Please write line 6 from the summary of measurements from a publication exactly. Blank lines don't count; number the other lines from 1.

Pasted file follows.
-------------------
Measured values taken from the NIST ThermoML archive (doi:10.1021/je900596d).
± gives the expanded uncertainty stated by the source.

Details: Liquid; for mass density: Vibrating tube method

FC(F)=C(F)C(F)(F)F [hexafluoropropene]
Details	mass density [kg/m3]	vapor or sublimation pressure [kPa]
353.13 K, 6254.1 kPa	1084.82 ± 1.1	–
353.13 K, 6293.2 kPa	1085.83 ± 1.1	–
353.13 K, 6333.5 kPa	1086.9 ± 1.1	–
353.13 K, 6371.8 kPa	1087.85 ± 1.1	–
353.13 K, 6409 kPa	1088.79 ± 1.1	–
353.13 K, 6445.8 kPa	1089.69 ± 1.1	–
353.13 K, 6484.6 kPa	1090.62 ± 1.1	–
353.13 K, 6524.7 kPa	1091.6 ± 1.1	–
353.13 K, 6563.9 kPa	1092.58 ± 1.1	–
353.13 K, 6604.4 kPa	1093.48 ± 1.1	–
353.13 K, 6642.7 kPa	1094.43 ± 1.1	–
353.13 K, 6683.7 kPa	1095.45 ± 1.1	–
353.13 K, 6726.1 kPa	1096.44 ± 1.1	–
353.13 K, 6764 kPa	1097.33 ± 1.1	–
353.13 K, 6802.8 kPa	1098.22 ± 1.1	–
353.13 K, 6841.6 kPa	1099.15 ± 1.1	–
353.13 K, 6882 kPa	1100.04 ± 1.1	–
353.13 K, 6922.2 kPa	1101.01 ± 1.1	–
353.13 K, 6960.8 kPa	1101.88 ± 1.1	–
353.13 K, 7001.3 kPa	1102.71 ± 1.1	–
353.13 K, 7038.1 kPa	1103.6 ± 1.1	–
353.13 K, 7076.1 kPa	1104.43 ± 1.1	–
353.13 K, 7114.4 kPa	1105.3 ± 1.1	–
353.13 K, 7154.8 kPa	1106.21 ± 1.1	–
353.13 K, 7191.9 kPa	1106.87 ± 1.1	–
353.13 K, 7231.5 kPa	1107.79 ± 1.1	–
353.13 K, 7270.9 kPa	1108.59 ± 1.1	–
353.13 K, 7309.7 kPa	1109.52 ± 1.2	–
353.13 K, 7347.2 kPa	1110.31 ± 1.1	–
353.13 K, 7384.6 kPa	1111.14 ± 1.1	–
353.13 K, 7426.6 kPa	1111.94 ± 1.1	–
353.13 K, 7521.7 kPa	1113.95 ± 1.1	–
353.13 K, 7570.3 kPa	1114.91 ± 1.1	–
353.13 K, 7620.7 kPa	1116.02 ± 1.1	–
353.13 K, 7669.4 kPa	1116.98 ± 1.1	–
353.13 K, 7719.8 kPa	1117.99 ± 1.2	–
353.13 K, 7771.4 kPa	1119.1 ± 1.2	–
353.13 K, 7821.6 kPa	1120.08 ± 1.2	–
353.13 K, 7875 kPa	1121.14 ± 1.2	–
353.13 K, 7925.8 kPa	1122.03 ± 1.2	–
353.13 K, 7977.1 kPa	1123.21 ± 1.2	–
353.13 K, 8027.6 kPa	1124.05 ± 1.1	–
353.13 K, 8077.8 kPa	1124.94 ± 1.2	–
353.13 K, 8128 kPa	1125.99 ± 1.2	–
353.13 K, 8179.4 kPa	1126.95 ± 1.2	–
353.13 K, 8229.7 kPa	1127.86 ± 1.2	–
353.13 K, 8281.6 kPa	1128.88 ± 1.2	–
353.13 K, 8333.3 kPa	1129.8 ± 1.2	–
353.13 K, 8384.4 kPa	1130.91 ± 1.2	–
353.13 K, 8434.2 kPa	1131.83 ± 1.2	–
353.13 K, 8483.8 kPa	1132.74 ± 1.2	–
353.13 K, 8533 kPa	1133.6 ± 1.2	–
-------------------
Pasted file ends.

353.13 K, 6254.1 kPa	1084.82 ± 1.1	–